Wednesday, August 29, 2012
Once a journalist, no more partisan employment (and no more hucksterism)
Recently, I’ve noticed an interesting, if torn, poster near my UPS store pickup, “Campaign Jobs”, offering “full time career positions” and saying “work for clean air”. The organization was the League of Conservation Voters, link here.
At first glance, the site would appear to be quite partisan.
And that brings up a sore point for me. After “what I did with my life” in the 90s and 00’s, it’s really not feasible for me to become a paid employee selling any particular cause.
I used to think this was OK if I were just a paean, as I was calling for contributions to the Minnesota Orchestra when I worked there in 2002-2003 after my “career ending” layoff at ING at the end of 2001.
But, I became a (self-appointed) journalist, perhaps a “know it all” – and it’s surprisingly hard to help other people in a more direct way, particularly if it is paid.
It really strikes me now how the apparent self-sufficiency offered by the Internet (it's all "do it yourself" online) is breaking down social capital, and making old-fashioned community fundraising calls unwelcome.
Although, by way of comparison, I guess Anderson Cooper “paid his dues” when he started his own career (which I admire).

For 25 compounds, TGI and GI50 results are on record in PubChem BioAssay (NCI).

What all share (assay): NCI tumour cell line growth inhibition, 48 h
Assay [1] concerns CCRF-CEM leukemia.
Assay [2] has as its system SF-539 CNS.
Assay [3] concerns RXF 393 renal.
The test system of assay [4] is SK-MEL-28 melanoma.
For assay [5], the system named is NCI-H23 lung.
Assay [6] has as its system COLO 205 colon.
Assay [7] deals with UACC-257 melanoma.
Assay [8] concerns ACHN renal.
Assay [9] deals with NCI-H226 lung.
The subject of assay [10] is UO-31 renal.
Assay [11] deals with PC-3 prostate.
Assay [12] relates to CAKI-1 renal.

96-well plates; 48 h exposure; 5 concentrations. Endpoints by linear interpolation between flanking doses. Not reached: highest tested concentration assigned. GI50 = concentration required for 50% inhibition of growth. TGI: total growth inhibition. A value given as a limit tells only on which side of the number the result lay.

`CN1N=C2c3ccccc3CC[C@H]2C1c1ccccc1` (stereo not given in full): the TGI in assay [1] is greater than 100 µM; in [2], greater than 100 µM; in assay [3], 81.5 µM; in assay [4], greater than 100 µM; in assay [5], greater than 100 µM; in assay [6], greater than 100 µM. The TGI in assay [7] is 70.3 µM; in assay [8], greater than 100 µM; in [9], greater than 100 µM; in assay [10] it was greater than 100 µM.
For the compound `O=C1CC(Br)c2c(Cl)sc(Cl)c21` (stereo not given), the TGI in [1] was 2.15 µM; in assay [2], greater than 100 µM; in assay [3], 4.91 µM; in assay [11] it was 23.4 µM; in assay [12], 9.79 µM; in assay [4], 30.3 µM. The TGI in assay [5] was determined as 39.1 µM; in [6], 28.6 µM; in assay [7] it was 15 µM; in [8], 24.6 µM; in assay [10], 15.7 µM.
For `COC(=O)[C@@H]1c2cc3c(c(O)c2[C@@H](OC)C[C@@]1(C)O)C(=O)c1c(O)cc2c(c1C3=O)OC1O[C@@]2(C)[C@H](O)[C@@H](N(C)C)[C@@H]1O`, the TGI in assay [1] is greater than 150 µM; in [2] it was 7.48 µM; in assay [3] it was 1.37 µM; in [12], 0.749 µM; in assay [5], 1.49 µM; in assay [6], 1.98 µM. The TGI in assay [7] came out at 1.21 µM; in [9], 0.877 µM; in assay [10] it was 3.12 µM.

Another little photo from my recent excursions “out and about” was a trademark sign on the back of a utility truck for a contractor named “Handyman”.
That’s interesting to me, perhaps because of coincidence. In my novel, there is an “Academy” in West Texas set up to retrain laid off workers, set up by a rightwing group under the umbrella or penumbra of a company named “Handyman” – with a tagline, “There is no ‘they’”. It’s the old “we won, they lost” paradigm.
I also propose several other sequestered communities (sometimes called “intentional communities”). One of them, south of Charlottesville VA, is indeed a low-tech intentional community adjacent to an abandoned estate run by the CIA, to conduct “remote viewing” experiments to contact “the” extraterrestrials (or angels). But the participants have to remain earthy and unplugged. There’s also a religious ashram in Montana, and a test facility in Arizona, near the old “Understanding” saucer-house community. And finally, at a reclaimed “mountaintop removal” site, there is a landing strip for the saucers.
I’ve got to put all these pieces together.
I shot the following micro-video in an “extratropical storm” in Williamsburg (Saturday). The point of it will become clearer later. But it’s no “Sunday in the Park with George”.